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Discussion Starter · #1 ·
Hi -


I normally hang out in the Projector and Replay forums, but I've got a slightly off topic question that I wanted to ask of you folks who might have the best info.


Do LCD monitors age? That is, do they get dimmer over time?


The reason I ask is that I have a Planar 19" LCD that I've really liked and when I saw that Dell's price had dropped yet again I got another one to use in a dual monitor setup. The new monitor has bright paper whites and the six month old one is slightly dimmer even with identical settings.


There are a couple of other variables in the setup such as slightly different versions of firmware that I would normally expect would be source of the issue, but I remember that when the first monitor arrived, I was using it in a dual monitor setup with an older Samsung LCD and noticed a similar difference in brightness between it and the older monitor. So that got me wondering and I thought that I'd pass the question on to the experts.


Thanks,


Mike H.
 

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my guess it is the fluorescent backlight that has lost some output over time: some new LCD displays have backlight controls
 

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Some old LCD displays have light output controls. Laptops, for example, have had crude backlight adjusters for many years.
 

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They do loose some back-lighting over time. I had a 12.1" Toshiba LCD notebook display that after 3 years its back-light got dimmer and also had a brownish tint to it as well. I am currently using a Samsung 172T and keep its back-light setting to 50%. I work with Human to Machine Interfaces that use LCD displays. At a convention one of the manufactures of the displays (Sharp) said that by keeping the back-light set lower will definitely increase the life of the florescent lamps. I forgot the percentages they gave.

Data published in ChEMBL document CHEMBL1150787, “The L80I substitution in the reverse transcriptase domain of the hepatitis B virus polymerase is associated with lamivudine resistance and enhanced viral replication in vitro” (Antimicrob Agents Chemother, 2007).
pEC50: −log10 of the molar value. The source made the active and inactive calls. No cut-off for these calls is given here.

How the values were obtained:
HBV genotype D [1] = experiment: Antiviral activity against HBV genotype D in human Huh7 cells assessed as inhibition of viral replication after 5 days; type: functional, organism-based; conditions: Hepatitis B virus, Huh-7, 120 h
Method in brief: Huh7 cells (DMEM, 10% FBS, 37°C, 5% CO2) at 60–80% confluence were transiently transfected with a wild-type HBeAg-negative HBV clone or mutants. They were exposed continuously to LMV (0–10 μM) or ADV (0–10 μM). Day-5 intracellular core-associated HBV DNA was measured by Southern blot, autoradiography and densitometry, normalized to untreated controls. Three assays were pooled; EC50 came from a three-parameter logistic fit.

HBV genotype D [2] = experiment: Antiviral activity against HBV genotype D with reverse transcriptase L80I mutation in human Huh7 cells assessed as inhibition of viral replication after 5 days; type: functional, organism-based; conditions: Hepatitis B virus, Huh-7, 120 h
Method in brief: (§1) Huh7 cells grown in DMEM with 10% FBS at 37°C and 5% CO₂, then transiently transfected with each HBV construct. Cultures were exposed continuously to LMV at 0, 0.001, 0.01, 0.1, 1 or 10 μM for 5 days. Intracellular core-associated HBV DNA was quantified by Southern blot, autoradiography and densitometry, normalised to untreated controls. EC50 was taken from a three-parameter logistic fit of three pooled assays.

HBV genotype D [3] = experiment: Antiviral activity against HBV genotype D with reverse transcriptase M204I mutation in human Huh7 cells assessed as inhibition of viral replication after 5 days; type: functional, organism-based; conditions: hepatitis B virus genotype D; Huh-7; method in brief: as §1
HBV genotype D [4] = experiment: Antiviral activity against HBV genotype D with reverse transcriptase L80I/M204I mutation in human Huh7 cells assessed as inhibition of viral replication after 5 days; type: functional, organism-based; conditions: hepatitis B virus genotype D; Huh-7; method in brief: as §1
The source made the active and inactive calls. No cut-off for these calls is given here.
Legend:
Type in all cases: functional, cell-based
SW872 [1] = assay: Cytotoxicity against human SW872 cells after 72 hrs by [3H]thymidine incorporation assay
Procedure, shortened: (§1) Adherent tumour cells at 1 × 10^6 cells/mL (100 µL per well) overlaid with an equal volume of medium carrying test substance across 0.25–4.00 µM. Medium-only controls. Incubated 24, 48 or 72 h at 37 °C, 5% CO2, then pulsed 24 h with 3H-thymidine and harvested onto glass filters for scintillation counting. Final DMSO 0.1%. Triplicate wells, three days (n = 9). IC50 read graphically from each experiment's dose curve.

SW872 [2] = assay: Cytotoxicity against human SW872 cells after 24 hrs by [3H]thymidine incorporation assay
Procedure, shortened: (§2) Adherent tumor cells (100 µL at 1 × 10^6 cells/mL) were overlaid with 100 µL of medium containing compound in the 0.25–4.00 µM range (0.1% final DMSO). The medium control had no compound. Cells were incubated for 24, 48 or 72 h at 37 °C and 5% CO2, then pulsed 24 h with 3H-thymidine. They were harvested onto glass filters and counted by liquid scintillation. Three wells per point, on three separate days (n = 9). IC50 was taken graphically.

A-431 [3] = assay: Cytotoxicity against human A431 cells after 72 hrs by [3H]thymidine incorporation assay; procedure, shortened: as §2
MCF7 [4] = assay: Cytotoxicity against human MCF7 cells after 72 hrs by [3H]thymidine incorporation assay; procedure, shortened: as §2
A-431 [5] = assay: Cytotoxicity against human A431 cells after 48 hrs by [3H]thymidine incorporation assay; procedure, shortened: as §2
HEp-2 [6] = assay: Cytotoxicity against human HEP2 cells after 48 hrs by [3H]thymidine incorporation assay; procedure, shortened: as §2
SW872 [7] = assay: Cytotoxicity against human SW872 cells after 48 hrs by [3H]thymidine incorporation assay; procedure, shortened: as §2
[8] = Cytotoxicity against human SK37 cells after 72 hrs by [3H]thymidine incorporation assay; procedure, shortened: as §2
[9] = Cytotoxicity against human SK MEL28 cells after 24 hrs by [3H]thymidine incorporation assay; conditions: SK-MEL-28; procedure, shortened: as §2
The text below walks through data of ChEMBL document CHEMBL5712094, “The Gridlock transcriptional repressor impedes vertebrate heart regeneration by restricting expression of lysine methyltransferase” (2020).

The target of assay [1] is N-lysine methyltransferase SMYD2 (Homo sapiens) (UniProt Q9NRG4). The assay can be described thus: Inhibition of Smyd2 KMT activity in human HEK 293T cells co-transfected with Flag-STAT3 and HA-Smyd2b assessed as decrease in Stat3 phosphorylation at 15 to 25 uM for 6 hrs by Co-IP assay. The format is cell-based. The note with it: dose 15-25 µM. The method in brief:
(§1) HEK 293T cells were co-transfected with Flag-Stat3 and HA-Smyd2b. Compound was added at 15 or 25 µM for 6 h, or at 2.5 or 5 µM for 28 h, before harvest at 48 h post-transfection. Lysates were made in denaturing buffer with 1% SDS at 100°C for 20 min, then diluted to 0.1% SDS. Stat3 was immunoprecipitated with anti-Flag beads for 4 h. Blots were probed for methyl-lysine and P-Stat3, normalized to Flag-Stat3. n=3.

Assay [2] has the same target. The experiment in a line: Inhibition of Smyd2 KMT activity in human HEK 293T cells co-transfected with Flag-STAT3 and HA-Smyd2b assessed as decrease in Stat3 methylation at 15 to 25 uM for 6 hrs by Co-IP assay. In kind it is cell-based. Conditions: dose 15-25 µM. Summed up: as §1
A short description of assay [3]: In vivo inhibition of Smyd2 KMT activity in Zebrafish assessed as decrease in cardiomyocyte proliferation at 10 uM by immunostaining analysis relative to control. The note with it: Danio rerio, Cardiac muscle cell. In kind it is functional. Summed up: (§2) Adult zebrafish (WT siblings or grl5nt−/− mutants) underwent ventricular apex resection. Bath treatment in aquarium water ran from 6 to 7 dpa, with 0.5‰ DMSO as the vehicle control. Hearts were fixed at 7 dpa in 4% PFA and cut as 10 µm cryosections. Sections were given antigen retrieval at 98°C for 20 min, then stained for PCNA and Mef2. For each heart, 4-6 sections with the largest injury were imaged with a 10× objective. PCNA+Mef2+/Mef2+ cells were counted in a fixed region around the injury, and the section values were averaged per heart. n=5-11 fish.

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Discussion Starter · #5 ·
Thanks all for the input. I don't see any direct backlight control via the OSD but I'll poke around in the manual (gasp!) as well.


I would have never noticed the issue unless the two of them were side by side. And really that's the only quibble that I have - for $500 (currently) they're really sweet monitors.


Mike H.
 

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The backlight tubes die with time. The first year or two they'll age enough to notice compared agains a brand new one.


The color balance will shift as well as the phosphors in the tube age at different rates.
 
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